Even though it may seem like it, the COVID pandemic is not over. The Omicron variant has more mutations than any of the earlier variants making it more successful at evading our immune system and the protection of vaccines. In spite of this serious challenge, vaccines still offer a degree of protection, especially from hospitalization and death. The newer “bivalent vaccine” actually combines a component derived from the Omicron variant and the original vaccine developed two years ago. However, all individuals do not respond to the vaccine equally.
A clinical study led by Dr. Lannard Lee (University of Oxford, London), found that people with cancer, especially blood cancers affecting the immune system (leukemia, lymphoma), were 36 times less likely to generate protective levels of antibodies from COVID vaccinations than in people without cancer. So Immunocompromised individuals may have a disease like cancer that interferes with the effectiveness of the vaccine.
Alternatively, a person can be on a medication that works by suppressing the immune system or inflammation, which could weaken the response to the vaccine.
For example, people may be taking a class of drugs called steroids that suppress the immune system to treat a disease like asthma or rheumatoid arthritis.
Many drugs that treat cancers or inflammatory skin conditions use medication that suppress the immune system. Interestingly, patients with HIV infection, an immunocompromised state, appear to be protected by COVID vaccination, particularly if the HIV virus is controlled by medication.
A special medication was developed to prevent COVID-19 disease in people with immunocompromised conditions; a sort of vaccine substitute. This medication called Evusheld consists of a combination of two monoclonal antibodies (tixagevumab and cilgavimab) against coronavirus.
With a single injection of each medicine, a person would be protected from coronavirus infection for several weeks. While it has been deemed effective for previous variants, unfortunately, Evusheld does not provide protection against developing COVID-19 for individuals who are later exposed to sub-variant XBB.1.5, and possibly other sub-variants of Omicron. So what additional steps can you take to stay healthy?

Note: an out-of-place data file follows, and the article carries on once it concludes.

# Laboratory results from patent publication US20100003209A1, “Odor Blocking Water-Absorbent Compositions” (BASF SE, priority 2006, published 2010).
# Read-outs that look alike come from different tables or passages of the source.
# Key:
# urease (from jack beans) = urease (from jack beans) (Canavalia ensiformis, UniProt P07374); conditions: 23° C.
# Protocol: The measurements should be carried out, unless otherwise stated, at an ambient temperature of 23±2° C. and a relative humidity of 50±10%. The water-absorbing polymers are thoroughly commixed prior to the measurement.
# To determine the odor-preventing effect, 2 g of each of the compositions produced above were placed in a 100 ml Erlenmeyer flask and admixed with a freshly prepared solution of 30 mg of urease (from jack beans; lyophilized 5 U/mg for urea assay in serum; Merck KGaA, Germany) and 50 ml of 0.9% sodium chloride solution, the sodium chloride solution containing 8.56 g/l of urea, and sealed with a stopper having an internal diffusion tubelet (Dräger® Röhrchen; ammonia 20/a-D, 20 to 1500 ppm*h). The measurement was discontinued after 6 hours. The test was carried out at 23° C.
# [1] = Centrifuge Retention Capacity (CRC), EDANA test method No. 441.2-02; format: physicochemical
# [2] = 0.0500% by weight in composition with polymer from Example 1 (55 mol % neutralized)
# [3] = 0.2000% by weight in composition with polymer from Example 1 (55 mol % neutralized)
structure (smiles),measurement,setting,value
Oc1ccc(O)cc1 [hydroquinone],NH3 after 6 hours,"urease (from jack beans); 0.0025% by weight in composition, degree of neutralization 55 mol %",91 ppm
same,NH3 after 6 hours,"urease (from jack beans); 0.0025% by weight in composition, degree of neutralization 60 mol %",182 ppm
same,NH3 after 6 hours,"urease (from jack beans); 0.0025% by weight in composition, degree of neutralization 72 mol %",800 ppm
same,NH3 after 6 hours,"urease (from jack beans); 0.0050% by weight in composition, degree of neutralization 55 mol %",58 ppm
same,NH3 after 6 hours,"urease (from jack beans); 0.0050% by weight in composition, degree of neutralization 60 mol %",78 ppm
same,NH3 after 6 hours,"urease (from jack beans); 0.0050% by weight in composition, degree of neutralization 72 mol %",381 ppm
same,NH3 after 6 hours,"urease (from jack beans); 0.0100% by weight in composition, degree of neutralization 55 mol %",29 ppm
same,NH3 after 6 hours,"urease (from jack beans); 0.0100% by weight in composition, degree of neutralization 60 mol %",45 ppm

Take extra precautions
COVID rates are increasing again, especially as people spend more time indoors during the winter months. Large, indoor gatherings should be avoided, or at least, a mask should be worn. Cloth surgical masks do provide some protection but a KN95 or N95 mask provides the best protection.
Masks also protect against other respiratory viruses such as influenza virus (flu vaccines are available) and Respiratory Syncytial Virus (RSV), both viruses are causing increased numbers of infections. Try to maintain
6 feet of distance between yourself and other people who do not live in your home with you. Get tested often. There are a variety of home tests that you can use, or you can visit a local testing clinic and receive instant results.
Talk to your doctor
It is imperative to discuss COVID precautions with your medical provider. Whether they are an oncologist treating cancers or a rheumatologist treating inflammatory conditions like Lupus or arthritis, all medical providers should be well-versed in the guidelines for protection from COVID and the use of vaccines. It is possible that even if the vaccines are less effective because of a disease or medications, being fully vaccinated and boosted could provide some level of protection, even if not optimal.
Get Oral treatments if you test positive
Paxlovid, an oral pill has been available for over a year to treat COVID-19. The treatment is very effective, but it must be started within 5 days of experiencing symptoms. If you have symptoms, take a home test or get tested at a Pharmacy or clinic. If you test positive, ask your medical provider to send a prescription to your pharmacy. Treatment lasts for five days. If you can’t get a prescription, some pharmacies may still be able to provide you the medication if you have a positive test. This treatment is effective against Omicron sub-variants and also for immunocompromised individuals. It may interact with other medications you may be taking so be sure to tell your doctor and pharmacist all medications you are taking, including non-prescription drugs. The potential for vaccine protection to be lessened in people who are immunocompromised means that other prevention measures must be maximized (e.g. masks, social distancing), and preparations should be in place to initiate COVID treatment if the person becomes infected. Regular home testing is key, especially if COVID symptoms occur (cough, fever, SOB, altered smell or taste, fatigue, sore throat, runny nose, or congestion). If you do not have a medical provider, consult with your county or city health department and see what resources they have available. (BlackDoctor.org by Dr. Keith Crawford/1-13-2023)